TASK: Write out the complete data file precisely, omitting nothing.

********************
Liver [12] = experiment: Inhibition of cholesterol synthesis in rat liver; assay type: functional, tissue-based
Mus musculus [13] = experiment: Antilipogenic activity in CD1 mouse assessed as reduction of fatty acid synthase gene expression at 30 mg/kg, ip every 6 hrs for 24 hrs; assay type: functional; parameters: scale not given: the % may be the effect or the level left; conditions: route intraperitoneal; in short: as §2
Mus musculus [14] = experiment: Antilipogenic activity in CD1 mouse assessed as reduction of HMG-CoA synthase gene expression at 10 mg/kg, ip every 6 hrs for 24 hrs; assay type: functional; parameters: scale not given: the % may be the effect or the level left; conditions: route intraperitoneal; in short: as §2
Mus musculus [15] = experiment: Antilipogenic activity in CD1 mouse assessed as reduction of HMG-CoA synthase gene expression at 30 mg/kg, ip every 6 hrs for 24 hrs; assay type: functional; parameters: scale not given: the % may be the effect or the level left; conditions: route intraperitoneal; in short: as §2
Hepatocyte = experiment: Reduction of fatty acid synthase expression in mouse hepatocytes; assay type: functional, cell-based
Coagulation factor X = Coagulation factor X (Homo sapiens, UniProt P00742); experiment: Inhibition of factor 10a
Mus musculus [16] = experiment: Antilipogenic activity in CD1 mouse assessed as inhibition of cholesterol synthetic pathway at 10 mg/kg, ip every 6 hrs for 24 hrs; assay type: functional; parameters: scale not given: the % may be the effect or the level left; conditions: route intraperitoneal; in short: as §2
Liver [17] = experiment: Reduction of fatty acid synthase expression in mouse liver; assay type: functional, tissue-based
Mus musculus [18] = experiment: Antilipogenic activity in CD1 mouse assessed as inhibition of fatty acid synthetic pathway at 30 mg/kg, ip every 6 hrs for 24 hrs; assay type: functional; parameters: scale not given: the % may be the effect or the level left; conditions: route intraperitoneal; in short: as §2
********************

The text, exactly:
Liver [12] = experiment: Inhibition of cholesterol synthesis in rat liver; assay type: functional, tissue-based
Mus musculus [13] = experiment: Antilipogenic activity in CD1 mouse assessed as reduction of fatty acid synthase gene expression at 30 mg/kg, ip every 6 hrs for 24 hrs; assay type: functional; parameters: scale not given: the % may be the effect or the level left; conditions: route intraperitoneal; in short: as §2
Mus musculus [14] = experiment: Antilipogenic activity in CD1 mouse assessed as reduction of HMG-CoA synthase gene expression at 10 mg/kg, ip every 6 hrs for 24 hrs; assay type: functional; parameters: scale not given: the % may be the effect or the level left; conditions: route intraperitoneal; in short: as §2
Mus musculus [15] = experiment: Antilipogenic activity in CD1 mouse assessed as reduction of HMG-CoA synthase gene expression at 30 mg/kg, ip every 6 hrs for 24 hrs; assay type: functional; parameters: scale not given: the % may be the effect or the level left; conditions: route intraperitoneal; in short: as §2
Hepatocyte = experiment: Reduction of fatty acid synthase expression in mouse hepatocytes; assay type: functional, cell-based
Coagulation factor X = Coagulation factor X (Homo sapiens, UniProt P00742); experiment: Inhibition of factor 10a
Mus musculus [16] = experiment: Antilipogenic activity in CD1 mouse assessed as inhibition of cholesterol synthetic pathway at 10 mg/kg, ip every 6 hrs for 24 hrs; assay type: functional; parameters: scale not given: the % may be the effect or the level left; conditions: route intraperitoneal; in short: as §2
Liver [17] = experiment: Reduction of fatty acid synthase expression in mouse liver; assay type: functional, tissue-based
Mus musculus [18] = experiment: Antilipogenic activity in CD1 mouse assessed as inhibition of fatty acid synthetic pathway at 30 mg/kg, ip every 6 hrs for 24 hrs; assay type: functional; parameters: scale not given: the % may be the effect or the level left; conditions: route intraperitoneal; in short: as §2